Philippe Sands: “There is an issue of identity and race” in international justice

The renowned lawyer Philippe Sands, a Franco-British law professor and author, is the guest of the Asymmetrical Haircuts podcast, partner of Justice Info. In this free and passionate conversation, Sands reveals how international justice is shaped by the identity, nationality and culture of its judges. He tells how decolonisation is played out before the International Court of Justice. And he promises news on the creation of a special tribunal on the crime of aggression in Ukraine.

Philippe Sands (international law expert)
Philippe Sands: In the way judges position themselves, "there is a political element, there is a national element, and you've got to be acutely aware of it.” © Daniel Karmann / Pool / AFP
3 min 18Approximate reading time

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Philippe Sands is back on the literary scene with the release of his new book The Last Colony: A Tale of Exile, Justice and Britain’s Colonial Legacy. In it, he recounts the defence before the International Court of Justice (ICJ) of the rights of the people of the Chagos Islands, an archipelago in the Indian Ocean whose population was forcibly expelled by Britain in the early 1970s. A story of the British colonial past that still resists the present. A story of how one fights for decolonisation in the 21st century in a court that is imbued with the political, national and cultural identities of its judges.

"Every international judge comes to their case with baggage. And the baggage includes their own personal background, their own history, their own ideas, their own culture, their own ideology, their own nationality and their own colour," Sands says. "These things do really matter."

The decolonisation of the Chagos Islands and the new world order

In 1973, the UK forcibly displaced the population of Chagos islands, so that it could be used as a US military base. Most of the Chagossians resettled in Mauritius. While the case went onto the International Tribunal for the Law of the Sea, in 2017 the country petitioned the United Nations to seek an advisory opinion for the Chagos people before the International Court of Justice. Two years later, the ICJ found that the UK administration of the Chagos archipelago was unlawful and the UN voted for the UK to leave the island. But the UK does not accept the ruling.

In discussing how this case was litigated over the last 10 years, how it was designed and which legal strategy was implemented, Sands wants the readers to understand how international courts actually function and how the race and cultures of the different judges come into play.

The lawyer tells how he and his team took into account the composition of the court when drafting their questions and building their arguments. "Look at the composition of the panel. Who is the majority? Three white Anglo-Saxon men - from the Commonwealth. Who is the dissent? A black man and a German one. It may be that it is entirely coincidental. Or it may not.”

There is little doubt about his opinion. "There is an issue of identity and race," he says. "There is a political element, there is a national element, and you've got to be acutely aware of it.” And this reality - which shakes the myth of impartial and independent justice - often nestles in the dissenting opinions of judges. To understand how international justice works, he warns, "you need to read dissenting opinions".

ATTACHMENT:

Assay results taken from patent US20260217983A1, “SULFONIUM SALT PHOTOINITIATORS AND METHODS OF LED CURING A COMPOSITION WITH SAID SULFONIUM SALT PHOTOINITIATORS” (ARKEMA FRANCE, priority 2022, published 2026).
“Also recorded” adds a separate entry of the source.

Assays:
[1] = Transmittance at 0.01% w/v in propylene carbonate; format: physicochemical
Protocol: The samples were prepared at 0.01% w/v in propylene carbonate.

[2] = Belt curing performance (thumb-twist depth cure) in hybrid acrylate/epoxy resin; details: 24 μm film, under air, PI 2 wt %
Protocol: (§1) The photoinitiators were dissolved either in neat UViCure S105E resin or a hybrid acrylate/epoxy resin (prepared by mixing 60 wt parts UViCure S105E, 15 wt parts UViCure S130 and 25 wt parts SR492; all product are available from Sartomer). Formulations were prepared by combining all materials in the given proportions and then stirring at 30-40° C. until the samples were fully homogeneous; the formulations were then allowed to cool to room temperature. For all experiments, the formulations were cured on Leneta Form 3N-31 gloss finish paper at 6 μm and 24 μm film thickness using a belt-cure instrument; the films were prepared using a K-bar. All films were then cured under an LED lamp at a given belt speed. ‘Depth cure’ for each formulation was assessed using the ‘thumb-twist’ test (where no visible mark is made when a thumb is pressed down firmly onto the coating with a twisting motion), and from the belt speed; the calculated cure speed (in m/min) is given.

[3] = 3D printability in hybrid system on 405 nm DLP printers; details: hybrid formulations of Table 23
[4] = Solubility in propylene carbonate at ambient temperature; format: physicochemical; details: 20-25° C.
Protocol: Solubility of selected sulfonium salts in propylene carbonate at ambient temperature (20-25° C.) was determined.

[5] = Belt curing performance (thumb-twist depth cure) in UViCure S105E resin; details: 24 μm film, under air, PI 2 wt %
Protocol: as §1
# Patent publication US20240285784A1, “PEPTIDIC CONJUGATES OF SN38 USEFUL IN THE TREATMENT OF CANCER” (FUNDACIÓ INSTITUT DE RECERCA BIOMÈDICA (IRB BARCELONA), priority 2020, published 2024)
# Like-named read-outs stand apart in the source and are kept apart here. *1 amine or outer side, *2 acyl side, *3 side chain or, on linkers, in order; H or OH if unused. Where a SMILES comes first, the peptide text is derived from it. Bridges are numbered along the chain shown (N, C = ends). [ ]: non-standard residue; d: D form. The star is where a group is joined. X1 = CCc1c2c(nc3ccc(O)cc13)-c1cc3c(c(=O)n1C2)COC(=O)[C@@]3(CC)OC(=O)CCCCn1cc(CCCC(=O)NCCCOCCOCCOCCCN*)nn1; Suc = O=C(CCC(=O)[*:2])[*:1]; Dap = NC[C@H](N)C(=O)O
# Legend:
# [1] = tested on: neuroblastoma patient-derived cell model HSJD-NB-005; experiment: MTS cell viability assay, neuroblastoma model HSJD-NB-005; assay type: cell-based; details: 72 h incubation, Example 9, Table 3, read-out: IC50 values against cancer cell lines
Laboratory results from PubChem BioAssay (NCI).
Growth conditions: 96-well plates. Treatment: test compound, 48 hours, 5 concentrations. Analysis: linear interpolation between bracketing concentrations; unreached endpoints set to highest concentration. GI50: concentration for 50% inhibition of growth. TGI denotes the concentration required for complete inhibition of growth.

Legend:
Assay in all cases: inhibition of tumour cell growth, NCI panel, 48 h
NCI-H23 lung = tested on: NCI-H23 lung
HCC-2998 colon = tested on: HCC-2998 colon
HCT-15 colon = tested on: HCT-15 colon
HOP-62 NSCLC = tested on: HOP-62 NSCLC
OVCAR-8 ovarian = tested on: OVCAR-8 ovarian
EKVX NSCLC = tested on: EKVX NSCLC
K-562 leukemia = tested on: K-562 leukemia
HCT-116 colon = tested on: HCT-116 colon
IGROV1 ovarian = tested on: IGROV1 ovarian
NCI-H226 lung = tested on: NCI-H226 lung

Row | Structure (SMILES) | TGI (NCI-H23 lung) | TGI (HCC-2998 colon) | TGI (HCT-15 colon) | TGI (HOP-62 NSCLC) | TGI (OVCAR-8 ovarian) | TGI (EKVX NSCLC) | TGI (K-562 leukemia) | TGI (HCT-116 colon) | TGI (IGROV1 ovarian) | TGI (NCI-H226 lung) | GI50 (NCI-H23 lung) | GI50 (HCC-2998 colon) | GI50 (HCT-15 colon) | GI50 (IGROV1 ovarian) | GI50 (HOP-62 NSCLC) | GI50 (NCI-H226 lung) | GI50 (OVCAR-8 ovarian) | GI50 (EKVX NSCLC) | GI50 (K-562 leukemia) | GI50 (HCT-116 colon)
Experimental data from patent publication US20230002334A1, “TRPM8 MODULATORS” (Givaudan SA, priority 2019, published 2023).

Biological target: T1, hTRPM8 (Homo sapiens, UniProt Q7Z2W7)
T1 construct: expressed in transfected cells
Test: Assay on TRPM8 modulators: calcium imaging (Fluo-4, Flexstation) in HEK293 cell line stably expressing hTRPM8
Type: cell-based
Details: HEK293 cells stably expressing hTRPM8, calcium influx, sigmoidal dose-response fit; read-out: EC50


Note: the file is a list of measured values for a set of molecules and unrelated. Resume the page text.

The Chagos case illustrates the tipping of the balance of power between small states and big powers. It illustrates the inevitable end of the British occupation of the archipelago. "The position is untenable. It's over for the British. The only question is when it will be sorted", he warns. "The decision by the ICJ signaled a different world order.”

Ukraine: coming news on a special court on the crime of aggression?

Sands' family history also links him intimately to Ukraine. He told it in his best-selling book "East West Street: On the origins of ‘genocide’ and ‘crimes against humanity’". The day after the Russian invasion last February, Sands became the main promoter of the creation of a special tribunal on the crime of aggression. And he is not giving up.

"Why do we need another court?" to try Russia's crime of aggression, ask podcast hosts Janet Anderson and Stephanie van den Berg. "In this case it is the most important of all the crimes. It is the crime from which all other crimes flow. I think it will be a travesty if in five years' time we have trials in The Hague or in Kiev or other parts of the world of a group of relatively low-level military or paramilitary types for heinous acts committed on the territory of Ukraine but the top table gets off scot-free," replied Sands. "There will soon be an announcement of the establishment of a new office of a special prosecutor for the crime of aggression in Ukraine," he reveals, "and it must be in The Hague”. According to him, "the longer this dreadful conflict goes on, the more possible this development becomes”. And it is the political evolution of some major European powers that will, once again, tip the balance.

Asymmetrical Haircuts podcastASYMMETRICAL HAIRCUTS

This podcast has been published as part of a partnership between and Asymmetrical Haircuts, a podcast on international justice produced from The Hague by journalists Janet Anderson and Stephanie van den Berg, who retain full control and independence over the contents of the podcast.